July Freedom:Relaxing - drawing



Like the entire Pearl Collection, The Pearl Website is an open-ended proposition. As new works are finished they will be added to the site. Most of the current oil paintings are included, the unfinished ones are noted as such. Incomplete works in other media have been omitted. As incomplete and new artwork are finished they will be added, filling the spare and empty categories.

The site is designed to be many things. First, it is a "Virtual Exhibition," fulfilling my long delayed desire to exhibit the entire collection. Second, it is a long over-due inventory of the collection, allowing me assay the strengths and weaknesses. It is also a record of my process, haphazard and chaotic as it is, for any interested party.

As a "Virtual Exhibition", I hope that the viewer will be confronted with many issues and comforted by some of the images. One early goal of this undertaking was offering suggestive narrative images, so that the viewer’s interactive process of choosing the sequence implies a personally driven narrative. In reality, Pearl has no story – a rather recent revelation for me, but is rather a canvas for the projection of other people’s chronicles.


As an inventory, it has been pleasantly surprising in the breath of expression and disappointing in the amount of finished work. This has almost been a ten-year project, sometimes on and sometimes off – compulsively on and depressingly off. (I have spent much of my time teaching, creating other paintings, and brooding.) The included statements and other documents are (beyond my conceit and vanity) meant to assist in unraveling my creative process and to give added dimension to the artwork. Most of the documentation is scattered, hidden in sketchbooks, journals, morning pages, and photo boxes. I have tried to gather some of it together and present it now; planning on doing more in the future. This web-site doesn’t present the video interviews with the model / "Pearl."



Like the collection, the site is a compromise between subjective and objective, between personal and public, and between amateur and professional. I have tried to delicately reveal as much personal information that I felt would make the site interesting, and also tried to maintain a certain amount of public distance. As far as the artwork there are several pieces that are complete "fine presentation art," there are exploratory works that display a delicate understanding of the media and others that are raw and unflattering.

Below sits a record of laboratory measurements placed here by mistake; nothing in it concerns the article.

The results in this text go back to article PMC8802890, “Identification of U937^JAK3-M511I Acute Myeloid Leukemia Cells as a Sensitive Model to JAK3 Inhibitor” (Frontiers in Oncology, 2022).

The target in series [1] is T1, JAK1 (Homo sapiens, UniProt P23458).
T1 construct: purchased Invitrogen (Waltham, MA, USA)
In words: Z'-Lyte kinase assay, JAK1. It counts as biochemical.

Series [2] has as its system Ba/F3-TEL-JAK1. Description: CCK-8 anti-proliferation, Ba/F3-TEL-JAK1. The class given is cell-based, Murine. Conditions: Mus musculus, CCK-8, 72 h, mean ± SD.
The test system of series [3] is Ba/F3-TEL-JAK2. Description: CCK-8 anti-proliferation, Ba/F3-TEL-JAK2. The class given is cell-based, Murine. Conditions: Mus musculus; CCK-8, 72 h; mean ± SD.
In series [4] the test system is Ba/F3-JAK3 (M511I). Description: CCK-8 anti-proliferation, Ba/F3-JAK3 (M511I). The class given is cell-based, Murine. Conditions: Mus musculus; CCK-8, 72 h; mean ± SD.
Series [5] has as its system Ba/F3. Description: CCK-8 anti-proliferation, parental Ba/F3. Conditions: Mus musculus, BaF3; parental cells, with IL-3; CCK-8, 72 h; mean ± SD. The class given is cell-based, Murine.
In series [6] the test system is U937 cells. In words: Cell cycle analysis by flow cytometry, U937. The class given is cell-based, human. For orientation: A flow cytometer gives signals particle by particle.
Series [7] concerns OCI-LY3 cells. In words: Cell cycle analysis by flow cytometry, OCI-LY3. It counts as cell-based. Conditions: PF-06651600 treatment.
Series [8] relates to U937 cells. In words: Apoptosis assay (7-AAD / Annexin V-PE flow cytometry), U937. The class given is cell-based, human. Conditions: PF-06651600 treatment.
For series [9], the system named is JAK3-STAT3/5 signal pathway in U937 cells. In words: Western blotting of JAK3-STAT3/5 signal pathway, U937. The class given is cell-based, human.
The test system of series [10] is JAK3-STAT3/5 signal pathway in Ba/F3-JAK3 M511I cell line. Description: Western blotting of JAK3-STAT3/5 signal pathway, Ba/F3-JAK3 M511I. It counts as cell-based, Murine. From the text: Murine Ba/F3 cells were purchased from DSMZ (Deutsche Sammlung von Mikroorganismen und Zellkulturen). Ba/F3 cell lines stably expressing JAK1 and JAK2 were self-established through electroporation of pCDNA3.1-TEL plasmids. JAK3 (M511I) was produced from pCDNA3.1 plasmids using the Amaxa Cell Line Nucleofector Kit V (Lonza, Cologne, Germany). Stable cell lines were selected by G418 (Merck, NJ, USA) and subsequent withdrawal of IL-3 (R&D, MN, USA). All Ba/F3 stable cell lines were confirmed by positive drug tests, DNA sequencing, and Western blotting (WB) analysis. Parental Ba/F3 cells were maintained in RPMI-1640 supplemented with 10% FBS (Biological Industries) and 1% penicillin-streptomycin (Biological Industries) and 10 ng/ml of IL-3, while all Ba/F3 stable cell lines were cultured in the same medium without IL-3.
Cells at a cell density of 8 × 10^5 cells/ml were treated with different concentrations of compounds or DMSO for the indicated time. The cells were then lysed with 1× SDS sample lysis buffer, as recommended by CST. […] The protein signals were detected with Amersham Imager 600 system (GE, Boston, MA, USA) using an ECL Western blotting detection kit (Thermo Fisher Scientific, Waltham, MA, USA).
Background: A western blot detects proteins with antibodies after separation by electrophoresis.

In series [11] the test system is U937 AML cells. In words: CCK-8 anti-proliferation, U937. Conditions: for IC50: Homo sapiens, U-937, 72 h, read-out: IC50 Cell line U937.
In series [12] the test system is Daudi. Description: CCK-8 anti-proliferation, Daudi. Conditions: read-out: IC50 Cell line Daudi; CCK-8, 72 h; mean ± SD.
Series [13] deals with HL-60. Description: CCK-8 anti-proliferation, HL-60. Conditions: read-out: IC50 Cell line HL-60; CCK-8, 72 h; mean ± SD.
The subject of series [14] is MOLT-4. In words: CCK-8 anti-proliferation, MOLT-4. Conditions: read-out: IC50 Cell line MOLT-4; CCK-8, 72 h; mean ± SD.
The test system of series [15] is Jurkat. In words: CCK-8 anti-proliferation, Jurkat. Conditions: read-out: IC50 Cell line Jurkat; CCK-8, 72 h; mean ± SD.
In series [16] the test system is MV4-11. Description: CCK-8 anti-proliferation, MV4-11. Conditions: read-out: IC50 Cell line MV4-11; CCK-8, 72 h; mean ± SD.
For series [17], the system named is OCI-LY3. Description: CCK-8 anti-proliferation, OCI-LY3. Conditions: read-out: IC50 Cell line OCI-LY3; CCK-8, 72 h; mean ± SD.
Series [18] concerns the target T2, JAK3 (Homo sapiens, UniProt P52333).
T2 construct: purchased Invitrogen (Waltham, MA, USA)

I was visiting several friends who had moved to the New York area from Norfolk. Some of us had spent the day going to museums and were going to meet with others for dinner. I was told that a friend -- a woman from Norfolk, who would become "Pearl" -- of a friend was going to join us. After dinner, several of the New Yorkers said good night and wished us well as we had into the Village. "Pearl," three other women and I went toured the Piano Bars. At one of the earlier piano venues, "Pearl" ventured, "It was real fun at first, but now it’s turned into Campfire Girls." It was true and went we looking for a more adventurous crowd.

At one lounge, we were met at the door by a waitress and ushered to a table directly in front of the piano player, an older, classic, black blues singer. For the rest of the night this chanteuse sang almost exclusively to our table. Memorably to and with "Pearl," "He might be your man, but…" We laughed and sang and played. Friend after friend said good-night, until it was just "Pearl" and me. Later that morning, as we walked around the village and rode subways we got to know each other. We said good-night and that should have been the last that I saw of her.



A week before my birthday, the telephone rang. It was "Pearl," she had been thinking about me being an artist and wanted to know if I thought that she could be an artist’s model. I really didn’t see a great future for her, but somewhat reluctantly agreed to a session on my birthday. At first I was disappointed, but then something happened. She transformed herself, presenting me with an array of characters.